The organizers of the Hanoi conference had set aside one day to discuss several of the more consequential negotiating initiatives advanced by the Americans during the war. This was of particular interest to me. First, as a member of the NSC staff and later at the State Department under Ambassador-at-large Averell Harriman, I had spent several years desperately and fruitlessly seeking a formula that would bring the men of Hanoi to the negotiating table.
I have long been haunted by the ghosts of American overtures designed to bring an end to the war. Some of these apparently were dead on arrival when they reached Hanoi. Some suffered premature deaths at our own hand. President Lyndon Johnson and some of his closest advisers were under the illusion that the various emissaries we had recruited could deliver acceptable American negotiation proposals to Hanoi while, at the same moment, American B-52s were delivering bombs.
I was unable to determine in Hanoi last week how our peace probes during the '60s were actually dealt with by North Vietnamese leaders. Were they discussed and debated, or were they shrugged off as Washington's attempts to influence American public opinion? "In Washington," I said, "we would have brought in people from the CIA, the Pentagon, the State Department, anyone who had any expertise on the subject. We would examine each proposal carefully. Was it genuine? Was it a trap? There would be differences of opinion, arguments. But we'd reach a decision and send back a message to you." Several of the Vietnamese seemed uneasy. They probably anticipated what was coming next. "What happened when you first heard of our Phase A (We'll stop the bombing), Phase B (After about 10 days, you'll stop sending men and supplies into South Vietnam) proposal?" No reply. Finally, one former official murmured, "We are not permitted to say." (Some of what I do know about their decision-making I learned from documents just recently made available: Beijing exerted considerable pressure on Hanoi to continue to fight rather than to talk. Apparently, China was anxious to keep American troops engaged in Vietnam rather than have them free for use elsewhere.)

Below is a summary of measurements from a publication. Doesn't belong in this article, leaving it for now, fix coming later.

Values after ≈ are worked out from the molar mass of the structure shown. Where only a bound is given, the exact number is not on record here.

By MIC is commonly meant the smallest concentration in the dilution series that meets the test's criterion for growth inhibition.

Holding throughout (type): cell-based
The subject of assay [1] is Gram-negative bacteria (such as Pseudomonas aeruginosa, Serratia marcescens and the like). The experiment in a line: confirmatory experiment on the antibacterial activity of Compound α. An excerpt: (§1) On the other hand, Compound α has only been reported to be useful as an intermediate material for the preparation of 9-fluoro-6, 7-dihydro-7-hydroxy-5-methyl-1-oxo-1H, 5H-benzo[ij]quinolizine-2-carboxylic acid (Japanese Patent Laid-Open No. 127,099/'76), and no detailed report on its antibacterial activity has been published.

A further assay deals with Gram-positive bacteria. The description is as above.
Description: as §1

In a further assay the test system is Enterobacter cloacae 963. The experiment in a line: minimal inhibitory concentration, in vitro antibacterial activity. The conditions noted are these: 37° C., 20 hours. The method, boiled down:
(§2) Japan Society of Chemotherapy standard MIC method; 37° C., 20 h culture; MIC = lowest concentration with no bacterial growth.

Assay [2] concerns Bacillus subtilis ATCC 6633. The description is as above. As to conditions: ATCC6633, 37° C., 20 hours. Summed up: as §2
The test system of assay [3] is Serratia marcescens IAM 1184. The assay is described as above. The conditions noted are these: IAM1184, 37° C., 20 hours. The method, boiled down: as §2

The Vietnamese participants reiterated ad nauseum during our meetings that they were not prepared to negotiate while bombs were falling on North Vietnam. Fair enough. But there were several bombing pauses during the late '60s, one lasting 40 days. On no occasion during these pauses did we receive anything like a robust hint or serious inquiry that would have indicated Hanoi was ready to negotiate an end to the war on any terms then remotely acceptable to Washington.
"You know," I reminded them, "there were many instances in 1966 and 1967 when we sent a message through one of our intermediaries that went far toward meeting your terms. Why didn't you at least agree to engage in secret talks about talking?"